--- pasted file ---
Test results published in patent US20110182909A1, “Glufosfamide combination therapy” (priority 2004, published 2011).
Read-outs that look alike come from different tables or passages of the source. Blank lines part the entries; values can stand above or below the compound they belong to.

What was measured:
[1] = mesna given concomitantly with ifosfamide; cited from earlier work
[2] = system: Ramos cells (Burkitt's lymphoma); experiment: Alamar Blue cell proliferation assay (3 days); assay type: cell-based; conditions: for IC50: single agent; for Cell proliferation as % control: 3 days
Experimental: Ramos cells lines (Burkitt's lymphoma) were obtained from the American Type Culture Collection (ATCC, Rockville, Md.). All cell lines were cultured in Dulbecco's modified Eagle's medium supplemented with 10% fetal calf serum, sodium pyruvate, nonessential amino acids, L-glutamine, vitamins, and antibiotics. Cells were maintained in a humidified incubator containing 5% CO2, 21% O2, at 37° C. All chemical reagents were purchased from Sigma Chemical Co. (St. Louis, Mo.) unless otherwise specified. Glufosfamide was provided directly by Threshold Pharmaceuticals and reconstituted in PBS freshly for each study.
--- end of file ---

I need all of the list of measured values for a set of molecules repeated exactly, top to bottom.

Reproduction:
Test results published in patent US20110182909A1, “Glufosfamide combination therapy” (priority 2004, published 2011).
Read-outs that look alike come from different tables or passages of the source. Blank lines part the entries; values can stand above or below the compound they belong to.

What was measured:
[1] = mesna given concomitantly with ifosfamide; cited from earlier work
[2] = system: Ramos cells (Burkitt's lymphoma); experiment: Alamar Blue cell proliferation assay (3 days); assay type: cell-based; conditions: for IC50: single agent; for Cell proliferation as % control: 3 days
Experimental: Ramos cells lines (Burkitt's lymphoma) were obtained from the American Type Culture Collection (ATCC, Rockville, Md.). All cell lines were cultured in Dulbecco's modified Eagle's medium supplemented with 10% fetal calf serum, sodium pyruvate, nonessential amino acids, L-glutamine, vitamins, and antibiotics. Cells were maintained in a humidified incubator containing 5% CO2, 21% O2, at 37° C. All chemical reagents were purchased from Sigma Chemical Co. (St. Louis, Mo.) unless otherwise specified. Glufosfamide was provided directly by Threshold Pharmaceuticals and reconstituted in PBS freshly for each study.